Friday, November 2, 2018

No Real Reform of Russia’s Party System Possible as Genuine Parties and Russian Elite Have Opposing Goals, Shaburov Says

Paul Goble

            Staunton, November 1 – With United Russia increasingly impossible, with systemic opposition winning a few gubernatorial elections, and with the leaders of these parties aging, ever more people in Moscow are talking about a possible “reform” of the party system, Aleksey Shaburov says. But there is little or no chance of any genuine reform taking place.

            That is because, the Yekaterinburg political commentator says, “the goals of the Russian ruling elite and the goals of a genuine party system are diametrically opposed.” The former wants “to continue to control the territory and population of Russia just as it does at present. For that, full-fledged parties are not simply not needed but contraindicated” (

            The current powers that be in Russia need parties that “serve the system of control, that is, secure the passage of the necessary laws in parliaments at various levels” and “secure the election of the right people in regional and municipal elections.” The existing parties have no other role as far as the authorities are concerned, Shaburov says.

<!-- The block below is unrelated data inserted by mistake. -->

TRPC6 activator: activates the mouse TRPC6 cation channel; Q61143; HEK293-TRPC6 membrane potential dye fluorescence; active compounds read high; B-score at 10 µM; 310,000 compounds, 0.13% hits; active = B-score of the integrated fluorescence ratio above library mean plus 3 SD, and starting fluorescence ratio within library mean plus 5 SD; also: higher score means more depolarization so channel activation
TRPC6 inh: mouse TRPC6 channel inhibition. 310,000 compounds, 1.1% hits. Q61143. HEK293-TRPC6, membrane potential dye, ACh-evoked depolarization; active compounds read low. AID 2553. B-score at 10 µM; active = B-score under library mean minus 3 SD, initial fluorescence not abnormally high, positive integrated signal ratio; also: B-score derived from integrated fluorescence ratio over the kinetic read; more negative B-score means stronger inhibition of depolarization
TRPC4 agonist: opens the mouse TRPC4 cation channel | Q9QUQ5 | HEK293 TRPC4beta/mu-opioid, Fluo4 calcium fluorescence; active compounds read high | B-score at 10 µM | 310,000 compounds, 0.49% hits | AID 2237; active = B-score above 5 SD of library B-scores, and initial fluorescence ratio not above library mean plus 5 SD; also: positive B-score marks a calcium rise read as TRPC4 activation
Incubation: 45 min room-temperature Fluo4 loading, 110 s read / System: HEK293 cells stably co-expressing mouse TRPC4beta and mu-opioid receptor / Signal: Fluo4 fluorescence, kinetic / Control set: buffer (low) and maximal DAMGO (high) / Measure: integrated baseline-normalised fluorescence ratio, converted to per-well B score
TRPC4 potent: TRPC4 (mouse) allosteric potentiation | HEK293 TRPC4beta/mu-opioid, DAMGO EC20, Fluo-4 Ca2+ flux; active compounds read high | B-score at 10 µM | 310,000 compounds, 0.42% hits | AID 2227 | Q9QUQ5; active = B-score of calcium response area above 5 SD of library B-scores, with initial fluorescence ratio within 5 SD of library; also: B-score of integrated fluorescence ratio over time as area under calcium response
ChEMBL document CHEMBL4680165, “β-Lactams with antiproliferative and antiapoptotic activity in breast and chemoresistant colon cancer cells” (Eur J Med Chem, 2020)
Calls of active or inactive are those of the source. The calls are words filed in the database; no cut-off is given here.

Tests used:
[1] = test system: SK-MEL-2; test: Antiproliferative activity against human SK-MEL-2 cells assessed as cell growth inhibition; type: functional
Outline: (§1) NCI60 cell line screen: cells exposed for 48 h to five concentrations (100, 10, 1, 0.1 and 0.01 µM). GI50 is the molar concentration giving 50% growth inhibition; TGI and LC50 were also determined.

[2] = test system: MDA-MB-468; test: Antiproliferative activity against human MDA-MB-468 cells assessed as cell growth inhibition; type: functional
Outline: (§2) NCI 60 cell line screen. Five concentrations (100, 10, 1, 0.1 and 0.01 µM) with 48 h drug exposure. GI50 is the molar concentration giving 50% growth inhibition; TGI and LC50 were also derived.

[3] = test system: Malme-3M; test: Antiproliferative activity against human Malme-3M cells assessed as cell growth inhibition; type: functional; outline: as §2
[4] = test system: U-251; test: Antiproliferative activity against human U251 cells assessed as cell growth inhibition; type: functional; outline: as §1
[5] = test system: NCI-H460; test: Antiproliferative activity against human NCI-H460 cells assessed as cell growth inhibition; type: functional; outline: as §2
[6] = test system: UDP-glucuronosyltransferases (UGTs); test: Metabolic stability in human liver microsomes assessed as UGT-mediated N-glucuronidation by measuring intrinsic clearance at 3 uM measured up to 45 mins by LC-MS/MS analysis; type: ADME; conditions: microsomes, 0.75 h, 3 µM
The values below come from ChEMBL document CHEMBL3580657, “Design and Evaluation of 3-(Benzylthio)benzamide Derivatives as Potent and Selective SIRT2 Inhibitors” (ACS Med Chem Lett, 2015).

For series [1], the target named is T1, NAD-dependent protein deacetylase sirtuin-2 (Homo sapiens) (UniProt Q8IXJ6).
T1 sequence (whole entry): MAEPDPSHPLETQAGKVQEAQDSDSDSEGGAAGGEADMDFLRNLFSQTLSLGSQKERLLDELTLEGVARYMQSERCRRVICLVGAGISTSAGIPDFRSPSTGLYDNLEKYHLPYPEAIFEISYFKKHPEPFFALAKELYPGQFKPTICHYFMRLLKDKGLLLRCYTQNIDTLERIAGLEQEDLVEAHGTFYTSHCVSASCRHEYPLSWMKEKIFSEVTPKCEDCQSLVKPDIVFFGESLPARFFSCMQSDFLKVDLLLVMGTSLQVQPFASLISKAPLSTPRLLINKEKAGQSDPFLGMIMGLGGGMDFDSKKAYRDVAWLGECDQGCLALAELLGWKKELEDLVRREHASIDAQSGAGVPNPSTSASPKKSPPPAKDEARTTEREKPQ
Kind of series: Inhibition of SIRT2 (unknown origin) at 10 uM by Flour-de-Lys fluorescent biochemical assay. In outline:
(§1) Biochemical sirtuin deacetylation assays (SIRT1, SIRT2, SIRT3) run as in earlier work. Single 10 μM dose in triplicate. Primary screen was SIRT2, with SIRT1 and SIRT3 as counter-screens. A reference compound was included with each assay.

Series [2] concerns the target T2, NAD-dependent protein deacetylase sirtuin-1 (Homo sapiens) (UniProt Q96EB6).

“The goals of ‘real’ parties,” he continues, “are completely different: their chief task is to come to power as a result of elections or at a minimum take part in the distribution of posts and resources.” They can thus function “only in a situation where the change of those in power is a real possibility.”

            The current Russian elite has no such plans. “On the contrary,” Shaburov says, “parties are permitted to exist only when they in no way represent a challenge to the authorities and do not want to change them.”  And any party reform, however much discussed, would be designed to keep even new and potentially more attractive parties from doing more.

            At the same time, Shaburov observes, there is a growing demand for “’real’ parties” among Russians. Polls and protests suggest that, and the network staff which Aleksey Navalny has set up “fulfill all the functions of a party” except for the right to take part in elections.  And as far as one can tell, Navalny has no prospects of breaking through that limitation.

            Consequently, if talk about reforming the party system does go forward, there are only two possible outcomes, the Yekaterinburg commentator argues. Either the authorities will succeed in creating a new “‘controlled party’ which will convince the electorate of its oppositional character but in fact will not struggle for power and represent a threat.”

            “Or at a low level will be established some new movement which will become so powerful and popular that the authorities will have to deal with it and legalize it.”  Unfortunately, Shaburov concludes, “for the time being, the second variant looks less probable” than the first.         

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